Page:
Early symptoms of laryngeal cancer

There are many symptoms associated with laryngeal cancer, including difficulty swallowing and a change in the voice. Learn about other early symptoms of laryngeal cancer.

Laryngeal cancer refers to cancer of the larynx, vocal cords, and other parts of the throat. Laryngeal cancer often begins in the flat cells that line the inside of the throat. If you have difficulty swallowing and a change in your voice, these signs may indicate laryngeal cancer.

What are the early symptoms of laryngeal cancer?

Early symptoms of laryngeal cancer
Laryngeal cancer can be difficult to detect in its early stages, but the main symptoms of early laryngeal cancer are:

Sore throat that does not go away.
swelling in the neck;
pain in the ear.
Other early symptoms of laryngeal cancer may include:

change in your voice
Difficulty swallowing
Weight loss.
persistent cough
swollen lymph nodes in the neck
humming sounds
Make an appointment with your doctor if you have any of these symptoms and they don’t improve after two to three weeks.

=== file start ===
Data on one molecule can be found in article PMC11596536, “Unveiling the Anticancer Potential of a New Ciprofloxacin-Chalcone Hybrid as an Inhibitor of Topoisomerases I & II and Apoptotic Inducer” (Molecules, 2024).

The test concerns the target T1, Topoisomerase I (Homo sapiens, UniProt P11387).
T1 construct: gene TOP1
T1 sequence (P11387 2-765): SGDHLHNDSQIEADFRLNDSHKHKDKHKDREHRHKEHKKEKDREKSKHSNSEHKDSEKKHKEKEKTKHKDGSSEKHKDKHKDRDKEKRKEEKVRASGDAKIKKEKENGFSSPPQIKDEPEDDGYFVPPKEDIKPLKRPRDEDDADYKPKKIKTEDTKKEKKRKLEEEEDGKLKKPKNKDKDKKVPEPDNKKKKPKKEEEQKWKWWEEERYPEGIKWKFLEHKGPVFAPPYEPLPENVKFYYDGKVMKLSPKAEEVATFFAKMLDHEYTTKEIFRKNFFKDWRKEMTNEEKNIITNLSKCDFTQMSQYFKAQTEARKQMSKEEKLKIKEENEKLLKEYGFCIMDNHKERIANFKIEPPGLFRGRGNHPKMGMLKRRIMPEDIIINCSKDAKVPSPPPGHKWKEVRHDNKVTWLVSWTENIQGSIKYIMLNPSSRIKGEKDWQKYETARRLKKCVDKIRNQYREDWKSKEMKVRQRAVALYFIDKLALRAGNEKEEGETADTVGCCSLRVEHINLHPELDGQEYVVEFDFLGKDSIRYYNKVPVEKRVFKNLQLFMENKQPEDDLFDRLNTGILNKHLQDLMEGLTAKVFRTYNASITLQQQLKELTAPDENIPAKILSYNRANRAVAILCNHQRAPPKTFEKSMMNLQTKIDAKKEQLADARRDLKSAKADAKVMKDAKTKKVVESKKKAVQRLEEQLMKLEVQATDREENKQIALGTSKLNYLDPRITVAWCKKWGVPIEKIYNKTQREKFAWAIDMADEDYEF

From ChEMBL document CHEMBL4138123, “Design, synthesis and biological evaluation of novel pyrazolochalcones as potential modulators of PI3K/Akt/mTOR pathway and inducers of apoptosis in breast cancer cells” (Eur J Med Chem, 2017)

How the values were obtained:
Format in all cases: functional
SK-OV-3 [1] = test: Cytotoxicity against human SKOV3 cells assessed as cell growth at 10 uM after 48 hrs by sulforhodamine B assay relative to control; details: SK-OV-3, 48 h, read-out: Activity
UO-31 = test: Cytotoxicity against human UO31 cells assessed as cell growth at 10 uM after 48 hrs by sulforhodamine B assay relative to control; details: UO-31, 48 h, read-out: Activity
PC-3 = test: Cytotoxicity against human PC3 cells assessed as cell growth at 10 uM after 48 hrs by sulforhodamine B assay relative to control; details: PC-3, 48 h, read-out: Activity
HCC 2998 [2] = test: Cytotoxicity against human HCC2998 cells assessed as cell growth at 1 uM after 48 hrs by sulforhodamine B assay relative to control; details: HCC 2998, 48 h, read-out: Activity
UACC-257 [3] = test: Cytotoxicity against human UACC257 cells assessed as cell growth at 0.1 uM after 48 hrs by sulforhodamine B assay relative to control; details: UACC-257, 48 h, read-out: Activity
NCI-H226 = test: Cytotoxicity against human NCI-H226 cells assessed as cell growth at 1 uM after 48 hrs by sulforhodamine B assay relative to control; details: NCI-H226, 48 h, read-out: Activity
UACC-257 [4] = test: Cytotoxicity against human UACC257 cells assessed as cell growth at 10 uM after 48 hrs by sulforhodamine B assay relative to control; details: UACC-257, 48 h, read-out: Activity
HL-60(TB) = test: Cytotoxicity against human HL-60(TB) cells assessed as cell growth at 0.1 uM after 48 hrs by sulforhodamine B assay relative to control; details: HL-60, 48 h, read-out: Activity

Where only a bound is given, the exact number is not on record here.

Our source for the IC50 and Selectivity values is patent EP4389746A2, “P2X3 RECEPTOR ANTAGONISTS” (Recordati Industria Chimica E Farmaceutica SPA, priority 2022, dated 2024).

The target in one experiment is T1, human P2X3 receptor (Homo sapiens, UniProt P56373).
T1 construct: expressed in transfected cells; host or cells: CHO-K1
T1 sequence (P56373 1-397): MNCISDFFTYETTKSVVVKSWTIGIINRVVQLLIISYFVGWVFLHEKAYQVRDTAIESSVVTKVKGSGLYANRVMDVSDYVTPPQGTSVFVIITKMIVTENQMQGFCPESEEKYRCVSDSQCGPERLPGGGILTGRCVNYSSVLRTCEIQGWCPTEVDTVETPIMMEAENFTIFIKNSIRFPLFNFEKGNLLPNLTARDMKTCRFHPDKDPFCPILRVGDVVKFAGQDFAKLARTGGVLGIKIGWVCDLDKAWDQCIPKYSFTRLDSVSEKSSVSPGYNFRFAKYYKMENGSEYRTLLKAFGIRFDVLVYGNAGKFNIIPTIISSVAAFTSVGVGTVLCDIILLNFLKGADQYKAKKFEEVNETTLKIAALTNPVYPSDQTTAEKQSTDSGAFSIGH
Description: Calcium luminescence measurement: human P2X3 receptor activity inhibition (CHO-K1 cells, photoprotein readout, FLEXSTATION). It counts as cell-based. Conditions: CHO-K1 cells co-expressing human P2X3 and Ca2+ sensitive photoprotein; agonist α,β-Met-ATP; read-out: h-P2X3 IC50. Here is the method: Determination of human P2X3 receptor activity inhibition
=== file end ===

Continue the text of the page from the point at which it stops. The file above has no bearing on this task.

Types of laryngeal cancer

Although all types of throat cancer involve the growth of abnormal cells, the type must be determined in order to find the most effective treatment plan:

Squamous cell carcinoma: This type of throat cancer affects the flat cells lining the throat.
Adenocarcinoma: This type of throat cancer affects the glandular cells and rarely occurs.
Nasopharyngeal cancer: This cancer develops in the pharynx, which is the hollow tube that runs from behind your nose to the top of your windpipe.

Risk factors for laryngeal cancer

Factors that can increase your risk of developing early symptoms of laryngeal cancer include:

Tobacco use, including smoking.
Excessive alcohol use.
Infection with a sexually transmitted virus called human papillomavirus (HPV).
A diet lacking in fruits and vegetables.
Suffering from gastroesophageal reflux disease (GERD).
Throat cancer prevention
There is no sure way to prevent throat cancer, but to reduce your risk of throat cancer, you can do the following:

Quitting smoking: Quitting smoking can be difficult, but you can follow many strategies to quit smoking, such as: taking medications and replacing nicotine products.
Choose a healthy diet full of fruits and vegetables: The vitamins and antioxidants in fruits and vegetables may reduce the risk of throat cancer.
Protect yourself from HPV: Some types of throat cancer are thought to be caused by the sexually transmitted human papillomavirus (HPV).

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